Fluoroscopy - Modified Barium Swallow (MBS)

What is a modified barium swallow?

A modified barium swallow is the fluoroscopic evaluation of the proximal esophagus, specifically the anatomy involved in the swallowing mechanism, by using a contrast material called barium of various consistencies.

What are some common uses of the procedure?

A modified barium swallow is performed to evaluate the swallowing function for patients who complain of dysphagia, or difficulty swallowing.  These patients often feel as if things go down the wrong way, causing coughing or even pneumonia.  Also, patients who have been diagnosed with cancers of the mouth or throat, as well as patients who have suffered a stroke, are often evaluated with a modified barium swallow.

How should I prepare for the procedure?

No special preparation is necessary for a modified barium swallow.   Food and fluid intake do not need to be restricted.

Before the procedure begins, you will be asked to remove jewelry, such as a necklace or earrings, that may show up on the images.

Women should always inform their physician or technologist if there is any possibility that they may be pregnant.

What does the equipment look like?

You will be positioned standing behind a box-like structure containing the x-ray tube and fluoroscopic equipment that will send the images to a screen in the exam room.

How does the procedure work?

The radiologist and a speech/language pathologist will monitor the passage of different consistencies of barium as you swallow with a fluoroscope, a device that projects radiographic images in real time onto a screen in the exam room.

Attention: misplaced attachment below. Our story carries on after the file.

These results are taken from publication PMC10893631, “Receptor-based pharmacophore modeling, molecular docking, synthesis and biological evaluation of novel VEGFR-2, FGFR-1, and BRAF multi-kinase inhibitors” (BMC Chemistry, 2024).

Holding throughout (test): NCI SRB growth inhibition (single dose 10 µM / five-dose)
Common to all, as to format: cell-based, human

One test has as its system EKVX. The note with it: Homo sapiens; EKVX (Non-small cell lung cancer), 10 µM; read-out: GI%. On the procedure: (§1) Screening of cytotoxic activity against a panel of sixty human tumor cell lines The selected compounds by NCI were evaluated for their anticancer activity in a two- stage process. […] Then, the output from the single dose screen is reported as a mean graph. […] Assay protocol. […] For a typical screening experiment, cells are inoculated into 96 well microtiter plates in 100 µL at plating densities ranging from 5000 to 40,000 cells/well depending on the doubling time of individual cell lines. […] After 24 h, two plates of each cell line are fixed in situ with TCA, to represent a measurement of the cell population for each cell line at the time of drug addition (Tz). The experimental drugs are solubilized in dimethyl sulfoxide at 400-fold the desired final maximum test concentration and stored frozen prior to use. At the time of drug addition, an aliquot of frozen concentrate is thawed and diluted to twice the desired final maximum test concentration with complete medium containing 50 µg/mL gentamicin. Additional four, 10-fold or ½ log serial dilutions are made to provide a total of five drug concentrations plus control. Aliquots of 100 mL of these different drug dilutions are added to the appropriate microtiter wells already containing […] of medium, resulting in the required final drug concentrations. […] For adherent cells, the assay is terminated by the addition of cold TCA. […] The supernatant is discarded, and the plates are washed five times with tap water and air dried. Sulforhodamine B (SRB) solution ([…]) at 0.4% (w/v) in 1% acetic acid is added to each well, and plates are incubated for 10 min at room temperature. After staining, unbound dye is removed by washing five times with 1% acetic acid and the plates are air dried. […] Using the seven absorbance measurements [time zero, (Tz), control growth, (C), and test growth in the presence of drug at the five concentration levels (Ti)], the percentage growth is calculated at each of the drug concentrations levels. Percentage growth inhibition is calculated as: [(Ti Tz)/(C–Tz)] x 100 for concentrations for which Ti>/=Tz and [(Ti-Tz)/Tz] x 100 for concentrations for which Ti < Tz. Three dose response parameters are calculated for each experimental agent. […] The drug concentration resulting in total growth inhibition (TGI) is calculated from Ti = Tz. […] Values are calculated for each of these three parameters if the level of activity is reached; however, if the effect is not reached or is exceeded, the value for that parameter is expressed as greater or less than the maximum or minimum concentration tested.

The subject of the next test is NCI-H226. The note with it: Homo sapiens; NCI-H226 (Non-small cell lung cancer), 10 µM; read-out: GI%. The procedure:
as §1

How is the procedure performed?

You will be positioned, usually standing, next to the fluoroscopic equipment.  The speech/language pathologist will give you several different consistencies of barium to swallow.  Each consistency will be evaluated.  After the exam is complete, the speech/language pathologist will discuss the results with you to inform you of any necessary changes to your diet.

The exam is usually completed within 10-15 minutes.

What will I experience during the procedure?

The barium is flavored and is well tolerated by most patients.

Who interprets the results and how do I get them?

The speech/language pathologist will discuss the results with you immediately after your exam is completed.

A radiologist, as well as the speech/language pathologist, will interpret the exam, and a signed report will be sent to your physician who will discuss the results with you.